This post was initially an email from ELGL Executive Director Kirsten Wyatt to a state city manager’s association that asked her for advice on presenting at a college career fair.
In this case, the career fair was for landscape architecture and urban planning students so some advice relates to that interest area but this advice can be modified for other degrees/schools as needed, and some ideas have been added to the original email in italics for your consideration or further review.
First and foremost – it’s great to see local governments taking the proactive step to participate in career fairs. I’m a huge believer that local government needs to be more aggressive with on-campus recruiting and this is a wonderful step in that direction.
In terms of my advice for the career fair – I’m basing this on the feedback, questions, and ideas that we’ve received from students at our #ELGLInspire and other events, and also from ELGL members as it relates to what attracted them to local government:
- First, don’t talk about city management (it’s like fight club – the first rule is to not talk about it). It’s too abstract and managerial, and the way to get students to your table is to focus on the direct public service aspect.
- Landscape architecture and urban planning students will be interested in a focus on the concept of community building.
- This is true of any student group but you could tailor your presentation for finance or business, or information technology, or parks and recreation – based on your area of expertise and the degree path that the students who are attending the career fair are on.
- I love the illustration that local government touches everything you see when you stand on a street corner – the utilities underground, the road, the sidewalk, the signage, the zoning… etc. etc. Big posters illustrating that local government is responsible for all of those things would be eye catching.
- Students want to know more about the immediacy of local government – that local government is a hands on experience, up to your elbows in the work of building a strong, safe, vibrant community.
- There are obviously very strong feelings about the federal government, red tape, inefficiencies – talk about how local government gives you the chance to work in public service and get things done without the politics or mudslinging that happens at the national level.
- Sustainability is also a core concept that students want to know more about… that cities are actively working on things like energy efficiency, conservation, natural resource protection, etc.
- I’d focus the booth on the core services that local government provides, and “hook” students with that concept, and then when you get talking, you can share the perspective that a city manager gets to work on ALLLLL of the issues.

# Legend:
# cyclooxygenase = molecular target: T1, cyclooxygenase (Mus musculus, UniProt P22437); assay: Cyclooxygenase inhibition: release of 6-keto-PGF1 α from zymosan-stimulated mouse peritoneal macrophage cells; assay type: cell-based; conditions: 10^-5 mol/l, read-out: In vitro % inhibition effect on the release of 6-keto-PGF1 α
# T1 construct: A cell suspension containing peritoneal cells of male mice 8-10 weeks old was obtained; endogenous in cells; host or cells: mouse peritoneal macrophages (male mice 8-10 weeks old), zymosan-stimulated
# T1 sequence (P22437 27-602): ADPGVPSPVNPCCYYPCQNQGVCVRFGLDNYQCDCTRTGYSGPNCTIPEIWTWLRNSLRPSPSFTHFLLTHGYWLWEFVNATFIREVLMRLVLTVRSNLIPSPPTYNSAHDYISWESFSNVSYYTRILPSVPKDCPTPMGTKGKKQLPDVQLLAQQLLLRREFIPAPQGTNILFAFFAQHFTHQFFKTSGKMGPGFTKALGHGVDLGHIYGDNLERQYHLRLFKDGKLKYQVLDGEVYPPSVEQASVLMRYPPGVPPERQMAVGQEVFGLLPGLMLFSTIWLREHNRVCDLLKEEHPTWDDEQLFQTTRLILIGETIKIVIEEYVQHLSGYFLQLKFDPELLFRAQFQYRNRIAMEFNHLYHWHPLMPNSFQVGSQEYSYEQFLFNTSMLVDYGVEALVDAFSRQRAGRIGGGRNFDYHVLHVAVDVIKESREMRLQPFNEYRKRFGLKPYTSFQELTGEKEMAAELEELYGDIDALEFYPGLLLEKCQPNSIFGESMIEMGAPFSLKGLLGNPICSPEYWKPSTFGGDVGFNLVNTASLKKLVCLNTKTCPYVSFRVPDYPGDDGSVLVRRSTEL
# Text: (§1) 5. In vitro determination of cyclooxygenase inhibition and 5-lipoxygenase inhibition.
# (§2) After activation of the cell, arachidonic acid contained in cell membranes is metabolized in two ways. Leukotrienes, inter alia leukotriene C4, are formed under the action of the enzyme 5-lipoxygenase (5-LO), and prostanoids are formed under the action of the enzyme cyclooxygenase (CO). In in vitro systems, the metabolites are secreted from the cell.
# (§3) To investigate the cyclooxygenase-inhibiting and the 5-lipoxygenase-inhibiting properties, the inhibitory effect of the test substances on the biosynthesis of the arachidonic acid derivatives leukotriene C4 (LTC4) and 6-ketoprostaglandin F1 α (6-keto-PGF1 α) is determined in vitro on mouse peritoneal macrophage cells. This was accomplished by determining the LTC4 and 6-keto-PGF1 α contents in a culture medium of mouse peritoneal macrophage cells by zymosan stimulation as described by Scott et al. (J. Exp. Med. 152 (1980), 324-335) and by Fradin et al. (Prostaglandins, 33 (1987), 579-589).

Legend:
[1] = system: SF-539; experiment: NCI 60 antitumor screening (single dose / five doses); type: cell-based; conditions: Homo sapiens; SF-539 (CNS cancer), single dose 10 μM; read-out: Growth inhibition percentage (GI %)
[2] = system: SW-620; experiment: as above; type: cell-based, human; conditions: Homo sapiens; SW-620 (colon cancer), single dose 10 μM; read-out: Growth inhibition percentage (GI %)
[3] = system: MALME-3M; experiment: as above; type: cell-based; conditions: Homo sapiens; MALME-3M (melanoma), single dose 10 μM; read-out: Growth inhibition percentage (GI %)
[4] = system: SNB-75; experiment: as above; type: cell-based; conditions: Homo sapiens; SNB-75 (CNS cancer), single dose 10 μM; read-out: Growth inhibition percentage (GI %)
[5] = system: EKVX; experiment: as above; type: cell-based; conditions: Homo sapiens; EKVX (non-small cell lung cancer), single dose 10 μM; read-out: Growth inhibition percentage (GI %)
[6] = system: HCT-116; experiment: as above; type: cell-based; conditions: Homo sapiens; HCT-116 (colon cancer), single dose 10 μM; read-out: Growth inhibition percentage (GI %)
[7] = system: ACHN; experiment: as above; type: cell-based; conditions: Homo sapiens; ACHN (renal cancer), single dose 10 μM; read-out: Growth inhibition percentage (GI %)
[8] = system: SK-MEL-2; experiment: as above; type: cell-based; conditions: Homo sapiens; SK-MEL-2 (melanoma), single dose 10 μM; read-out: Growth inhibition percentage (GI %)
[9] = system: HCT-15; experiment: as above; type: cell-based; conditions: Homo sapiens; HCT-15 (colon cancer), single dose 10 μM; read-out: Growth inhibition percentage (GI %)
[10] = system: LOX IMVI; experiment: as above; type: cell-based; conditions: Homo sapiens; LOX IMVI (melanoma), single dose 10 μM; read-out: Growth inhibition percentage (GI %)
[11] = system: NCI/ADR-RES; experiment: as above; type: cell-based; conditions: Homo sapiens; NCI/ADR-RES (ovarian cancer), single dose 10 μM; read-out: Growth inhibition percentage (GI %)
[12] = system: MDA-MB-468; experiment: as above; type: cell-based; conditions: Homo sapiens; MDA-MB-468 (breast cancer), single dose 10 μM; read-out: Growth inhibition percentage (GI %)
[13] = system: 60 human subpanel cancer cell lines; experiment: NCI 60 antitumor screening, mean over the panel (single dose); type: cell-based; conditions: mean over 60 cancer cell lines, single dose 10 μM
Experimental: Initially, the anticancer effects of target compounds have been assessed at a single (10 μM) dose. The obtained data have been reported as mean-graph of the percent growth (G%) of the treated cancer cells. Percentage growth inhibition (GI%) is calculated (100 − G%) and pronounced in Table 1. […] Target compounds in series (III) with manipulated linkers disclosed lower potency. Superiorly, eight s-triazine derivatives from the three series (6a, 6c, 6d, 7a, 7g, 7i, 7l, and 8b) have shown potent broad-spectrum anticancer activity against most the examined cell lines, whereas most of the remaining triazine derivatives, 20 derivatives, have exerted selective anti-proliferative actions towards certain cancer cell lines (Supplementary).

- Alternatively, if you’re talking to a group of students about finance, or parks, or library – don’t immediately jump into getting a job as the director or manager – ease into the career path with the types of jobs they could expect to work at in entry level or middle management roles. Make the path engaging to visualize.
- For visuals – could you get a cross section of pipe, a long range planning map of a familiar part of town, a map of the sewer system, etc. etc. – some visual items that students can ask about and learn about? Are your presenters from communities where the planning department is working on a particularly cool projects you could showcase? Do you have any relief maps to show?
- Bring a a copy of your CIP to show the important (and big!) projects that your finance department is responsible for managing bond proceeds for; bring your recreation catalog to illustrate how many programs you’re managing each year; etc.
- Another core concept is equity – so talking about the work at the local level as providing services to all people, and doing so effectively, is also important. Things like the Flint water crisis resonate strongly along these lines. How could that have happened? How are local governments ensuring it doesn’t happen in their communities? What are some other stories or headlines that could make students think deeply about the provision of equitable services to all people?
- For swag – I’d recommend big plastic cups and stickers. Don’t try to do anything too tech-y because students will already have that stuff and every student can use a good beer, I mean soda, cup… and they put stickers on their laptops and water bottles. Students will also be more likely to take your swag if features the campus logo in addition to your logo.
- Lastly, and this is important: you need to ensure that you bring a diverse team to rep your table. Pay attention to not having only older white men there: students need to see themselves in the people they’re visiting with so ensuring that you have women and people of color is important.
NOTE: The approach this organization was taking was also excellent because they didn’t assume a career fair is only for HR offices. They were getting their city manager members engaged and participating in the booth.
If your organization only sends your HR team to fairs with application packets, you’re missing a great opportunity to tell exciting stories about the diverse and interesting careers that students can find with local government.